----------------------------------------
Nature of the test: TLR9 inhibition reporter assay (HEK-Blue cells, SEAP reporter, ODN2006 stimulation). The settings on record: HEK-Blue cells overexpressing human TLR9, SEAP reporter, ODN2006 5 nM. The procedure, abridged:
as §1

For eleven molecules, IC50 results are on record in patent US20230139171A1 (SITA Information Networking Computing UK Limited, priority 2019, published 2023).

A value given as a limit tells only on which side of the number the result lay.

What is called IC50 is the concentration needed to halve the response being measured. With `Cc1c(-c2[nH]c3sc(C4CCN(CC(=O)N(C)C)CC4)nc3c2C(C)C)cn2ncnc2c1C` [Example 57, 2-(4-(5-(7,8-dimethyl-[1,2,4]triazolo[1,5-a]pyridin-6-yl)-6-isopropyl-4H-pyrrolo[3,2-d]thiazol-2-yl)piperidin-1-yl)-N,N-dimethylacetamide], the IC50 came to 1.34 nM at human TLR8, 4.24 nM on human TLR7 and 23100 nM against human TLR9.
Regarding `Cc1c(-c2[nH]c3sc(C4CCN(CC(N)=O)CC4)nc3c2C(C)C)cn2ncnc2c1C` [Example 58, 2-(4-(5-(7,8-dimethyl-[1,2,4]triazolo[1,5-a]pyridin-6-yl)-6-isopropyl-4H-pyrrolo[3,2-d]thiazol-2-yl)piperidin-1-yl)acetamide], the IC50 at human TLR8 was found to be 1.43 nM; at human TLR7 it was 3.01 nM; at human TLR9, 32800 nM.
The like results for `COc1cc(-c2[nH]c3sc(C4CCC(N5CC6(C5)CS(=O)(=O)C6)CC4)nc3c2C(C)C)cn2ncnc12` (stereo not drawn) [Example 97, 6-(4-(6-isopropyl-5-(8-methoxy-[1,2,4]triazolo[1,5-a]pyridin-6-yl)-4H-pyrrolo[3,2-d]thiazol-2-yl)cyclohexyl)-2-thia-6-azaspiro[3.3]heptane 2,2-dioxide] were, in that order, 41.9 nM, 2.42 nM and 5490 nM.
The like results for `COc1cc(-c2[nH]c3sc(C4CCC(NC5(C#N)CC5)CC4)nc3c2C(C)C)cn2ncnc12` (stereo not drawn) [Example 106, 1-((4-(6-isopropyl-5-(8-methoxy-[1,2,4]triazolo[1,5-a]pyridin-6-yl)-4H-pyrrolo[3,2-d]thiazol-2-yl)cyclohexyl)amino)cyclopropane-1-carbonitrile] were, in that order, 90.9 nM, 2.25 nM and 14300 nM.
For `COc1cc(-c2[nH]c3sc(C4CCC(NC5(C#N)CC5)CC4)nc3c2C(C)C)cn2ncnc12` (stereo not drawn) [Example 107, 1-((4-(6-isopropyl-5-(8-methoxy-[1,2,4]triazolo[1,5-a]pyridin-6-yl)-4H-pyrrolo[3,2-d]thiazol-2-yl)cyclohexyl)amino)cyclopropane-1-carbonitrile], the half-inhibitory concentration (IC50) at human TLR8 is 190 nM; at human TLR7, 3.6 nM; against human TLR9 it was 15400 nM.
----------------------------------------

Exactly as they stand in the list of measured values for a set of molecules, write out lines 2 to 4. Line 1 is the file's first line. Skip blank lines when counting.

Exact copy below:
as §1

For eleven molecules, IC50 results are on record in patent US20230139171A1 (SITA Information Networking Computing UK Limited, priority 2019, published 2023).

A value given as a limit tells only on which side of the number the result lay.